28 Delicious Colombian Foods
Discover 28 delicious Colombian foods. Colombia might not be on the list of places you think of when it comes to great food, but it should be.
I meet a lot of people who think that South American food is bland. While they don’t use as many spices as in Asia, they still cook up a great feed. Colombian cuisine is some of the best in the region.
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Delicious Colombian Foods
It surprised me to find so many great Colombian foods that I had never tried or even heard of before. Especially since my mother’s Colombian! To be fair, you can’t find many of the ingredients in other parts of the world.
Chips (french fries) with sausage, cheese, ham, and a couple of different sauces (tomato, mayo, etc). Not the healthiest meal but tasty.
Usually goes for around 5,000 – 8,000 COP.
You can’t walk very far in Colombia without seeing empanadas. It is a fried maize “dumpling” with various savory fillings. Usually potato, meat, cheese, egg, or a combination of these.
3. Arroz con Pollo
The direct translation is rice with chicken. It is like the Colombian version of fried rice. You can also get it with shrimp (camarones).
You will see these balls of delight everywhere on display in the mornings. Usually with empanadas and other fried snacks. It is basically deep fried bread balls. Sounds simple but very delicious. Best when fresh. 500 – 1000 COP.
Number 5 on this list of delicious Colombian foods is my favorite Colombian soup, Ajico. Bogota’s specialty soup consists of three types of potatoes. It also has corn, meat, chickpeas (I think), and a few other things I couldn’t quite place. It is very filling.
6. Tamal Tolimense
You can find Tamales all over Colombia but the Tolima version is a cut above the rest. I tried it while passing through Ibague.
Ingredients are generally rice and/or masa with meat and vegetables. They placed in a plantain leaf and steamed. It’s usually a breakfast thing but can you can find it at any time.
Unfortunately, when I tried it my SD card got corrupted so I lost the photo. Pictured here is not Tamal Tolimense but it is Colombian.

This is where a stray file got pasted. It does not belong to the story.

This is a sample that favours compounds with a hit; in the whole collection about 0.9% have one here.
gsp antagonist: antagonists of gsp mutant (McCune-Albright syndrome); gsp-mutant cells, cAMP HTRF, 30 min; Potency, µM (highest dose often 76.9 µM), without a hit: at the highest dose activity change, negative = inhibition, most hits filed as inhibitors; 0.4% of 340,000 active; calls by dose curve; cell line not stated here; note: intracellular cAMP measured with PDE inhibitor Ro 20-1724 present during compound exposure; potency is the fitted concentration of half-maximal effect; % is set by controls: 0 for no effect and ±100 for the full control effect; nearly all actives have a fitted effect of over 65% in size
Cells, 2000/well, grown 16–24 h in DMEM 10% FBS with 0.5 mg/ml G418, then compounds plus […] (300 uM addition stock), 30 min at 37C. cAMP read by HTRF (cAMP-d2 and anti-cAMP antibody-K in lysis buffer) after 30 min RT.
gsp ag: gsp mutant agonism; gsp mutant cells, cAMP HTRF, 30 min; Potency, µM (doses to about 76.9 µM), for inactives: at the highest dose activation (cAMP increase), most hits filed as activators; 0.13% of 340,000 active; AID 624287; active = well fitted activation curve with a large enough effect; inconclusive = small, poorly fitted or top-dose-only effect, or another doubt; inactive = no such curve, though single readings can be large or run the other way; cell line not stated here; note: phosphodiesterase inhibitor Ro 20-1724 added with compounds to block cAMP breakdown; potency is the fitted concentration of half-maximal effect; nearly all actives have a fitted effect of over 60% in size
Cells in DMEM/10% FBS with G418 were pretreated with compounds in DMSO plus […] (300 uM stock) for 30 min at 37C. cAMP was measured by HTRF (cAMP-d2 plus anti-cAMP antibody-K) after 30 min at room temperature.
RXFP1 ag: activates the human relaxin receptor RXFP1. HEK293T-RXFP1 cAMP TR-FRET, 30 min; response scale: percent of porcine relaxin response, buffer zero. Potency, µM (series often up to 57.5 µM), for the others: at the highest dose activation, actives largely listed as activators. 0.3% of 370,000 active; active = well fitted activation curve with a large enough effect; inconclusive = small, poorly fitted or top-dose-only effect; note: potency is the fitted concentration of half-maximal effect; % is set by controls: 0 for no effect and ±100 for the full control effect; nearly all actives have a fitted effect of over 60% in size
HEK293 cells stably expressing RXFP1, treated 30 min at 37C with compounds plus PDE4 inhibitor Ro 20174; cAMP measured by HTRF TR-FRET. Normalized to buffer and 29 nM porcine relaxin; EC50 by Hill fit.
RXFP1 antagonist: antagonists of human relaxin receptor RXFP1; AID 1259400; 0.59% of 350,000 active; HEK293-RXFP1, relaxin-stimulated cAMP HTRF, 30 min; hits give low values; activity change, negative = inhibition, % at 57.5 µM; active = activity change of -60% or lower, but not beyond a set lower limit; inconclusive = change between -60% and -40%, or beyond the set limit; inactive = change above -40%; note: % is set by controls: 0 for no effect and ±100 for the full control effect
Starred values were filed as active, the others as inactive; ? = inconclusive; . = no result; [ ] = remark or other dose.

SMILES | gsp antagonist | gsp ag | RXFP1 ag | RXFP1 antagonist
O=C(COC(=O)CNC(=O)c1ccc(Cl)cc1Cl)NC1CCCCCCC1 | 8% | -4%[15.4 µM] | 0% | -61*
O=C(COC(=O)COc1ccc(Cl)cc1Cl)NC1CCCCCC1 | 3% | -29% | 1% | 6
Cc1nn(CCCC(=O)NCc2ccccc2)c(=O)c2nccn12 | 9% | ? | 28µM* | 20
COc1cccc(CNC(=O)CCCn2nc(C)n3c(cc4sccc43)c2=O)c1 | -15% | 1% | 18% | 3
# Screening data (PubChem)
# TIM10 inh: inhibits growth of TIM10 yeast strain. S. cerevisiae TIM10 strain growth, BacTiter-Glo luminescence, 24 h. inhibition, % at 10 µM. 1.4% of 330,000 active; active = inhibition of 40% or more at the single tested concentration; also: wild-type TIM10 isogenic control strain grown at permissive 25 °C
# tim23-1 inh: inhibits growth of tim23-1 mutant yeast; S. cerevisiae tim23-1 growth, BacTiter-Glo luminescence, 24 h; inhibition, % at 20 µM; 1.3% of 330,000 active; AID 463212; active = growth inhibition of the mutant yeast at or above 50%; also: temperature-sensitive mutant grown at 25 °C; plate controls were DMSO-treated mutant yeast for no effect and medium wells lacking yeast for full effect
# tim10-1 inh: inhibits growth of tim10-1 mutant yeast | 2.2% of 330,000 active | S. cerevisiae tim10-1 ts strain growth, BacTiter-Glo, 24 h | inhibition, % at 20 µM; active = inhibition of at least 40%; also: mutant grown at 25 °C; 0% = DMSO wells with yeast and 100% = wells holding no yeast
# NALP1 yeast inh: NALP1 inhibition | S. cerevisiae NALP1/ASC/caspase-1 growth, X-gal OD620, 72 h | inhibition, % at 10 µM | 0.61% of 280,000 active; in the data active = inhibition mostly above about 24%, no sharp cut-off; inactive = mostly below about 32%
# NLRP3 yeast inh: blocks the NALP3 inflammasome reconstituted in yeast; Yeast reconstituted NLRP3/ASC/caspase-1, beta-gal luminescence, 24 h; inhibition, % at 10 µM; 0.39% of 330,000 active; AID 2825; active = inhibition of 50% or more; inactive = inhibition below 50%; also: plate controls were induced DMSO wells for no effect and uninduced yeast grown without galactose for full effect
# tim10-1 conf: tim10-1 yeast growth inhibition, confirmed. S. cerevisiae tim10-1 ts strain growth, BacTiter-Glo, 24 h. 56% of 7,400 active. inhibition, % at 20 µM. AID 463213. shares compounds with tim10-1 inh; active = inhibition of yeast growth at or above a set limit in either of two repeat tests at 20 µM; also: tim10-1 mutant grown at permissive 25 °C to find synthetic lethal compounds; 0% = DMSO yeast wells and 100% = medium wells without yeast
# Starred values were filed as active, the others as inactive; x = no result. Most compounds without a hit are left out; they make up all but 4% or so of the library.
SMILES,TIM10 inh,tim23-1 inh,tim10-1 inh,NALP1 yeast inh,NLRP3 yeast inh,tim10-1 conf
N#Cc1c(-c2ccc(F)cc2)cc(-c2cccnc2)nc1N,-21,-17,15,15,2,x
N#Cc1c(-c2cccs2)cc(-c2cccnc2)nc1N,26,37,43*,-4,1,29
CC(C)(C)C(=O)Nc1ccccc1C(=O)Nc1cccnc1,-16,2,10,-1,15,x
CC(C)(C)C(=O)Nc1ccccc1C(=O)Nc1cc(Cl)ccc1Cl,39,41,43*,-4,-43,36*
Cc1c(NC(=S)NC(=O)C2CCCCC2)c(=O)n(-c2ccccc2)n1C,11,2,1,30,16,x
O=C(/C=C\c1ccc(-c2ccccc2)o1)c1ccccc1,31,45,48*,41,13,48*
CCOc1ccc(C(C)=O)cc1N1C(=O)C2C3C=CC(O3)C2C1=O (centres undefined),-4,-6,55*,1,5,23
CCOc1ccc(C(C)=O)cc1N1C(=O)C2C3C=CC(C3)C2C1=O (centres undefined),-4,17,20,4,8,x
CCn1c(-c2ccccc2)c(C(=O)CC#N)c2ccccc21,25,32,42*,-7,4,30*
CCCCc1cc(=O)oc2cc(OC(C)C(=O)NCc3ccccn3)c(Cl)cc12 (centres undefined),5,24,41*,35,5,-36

This was not at all what I was expecting when I ordered a taco, but I guess this is the Colombian version. It was pretty much a big empanada.
A sweet oatmeal based drink. Pretty delicious and only 1000COP with a bunuelo.
Arepas are like a bread made of maize. On their own, they are not that great but when made fresh and with filling they are delicious. You can get them as a snack on the street for around 2,000 COP depending on your choice of filling. If you want it as a meal it can cost up to 10,000COP, but they are worth it.
This one was the arepa of the house filled with meat, beans, cheese, and a quail egg. 8,000 COP.
Frijoles is a direct translation of beans. It’s simple but is one of my favorite Colombian foods. My mum used to make it for me and still does when I visit. It is a popular side serving for lunch. Also on this plate is Chicharrón (pork crackling), rice, some bread, and a meatball. This meal also came with a bowl of soup, some kind of corn-based dessert, and a small cup of juice – all for only 4,000 COP!
Full meals like this are a very common lunch in Colombia. Look for the “Menu Del Dia” or “Menu Executivo”. Depending on how “stylish” the restaurant is, these meals can range from 4,000 – 20,000+ COP.
Here’s my homemade version of frijoles. It is a far cry from the authentic Colombian version but still tastes good.
On my first day in Armenia, I met up with a friend I had met through ConversationExchange.com. She introduced me to Cholao. I’m not sure of the exact ingredients but it is very sweet. I ate it and didn’t feel like eating anything with sugar in it for a couple of days after. One other ingredient (besides sugar) that it had was soursop.
Later I discovered there are different versions, some are not so sweet.
12. Sopa de Platano
I tried many different soups in Colombia. Most of them I have not bothered to put on this list but I’ve never seen plantain soup before so it gets in. I’m not sure of what else is in it, but there were definitely chunks of plantain. I enjoyed it.
I took the banana on the side home for later.
Estofado is the Spanish word for stew and it’s on the far right of this plate. This particular one is beef.
14. Arepa con Queso
Hitting the halfway mark on this list of delicious Colombian foods is arepa con queso. I mentioned arepas before but this deserves a special mention. A great afternoon snack with a coffee. An arepa with cheese inside and doused with butter (optional). Not that healthy, but ultra tasty.
Dedos means ‘fingers’ in Spanish. These long, deep fried bread sticks come filled with cheese and other savory ingredients (e.g., ham).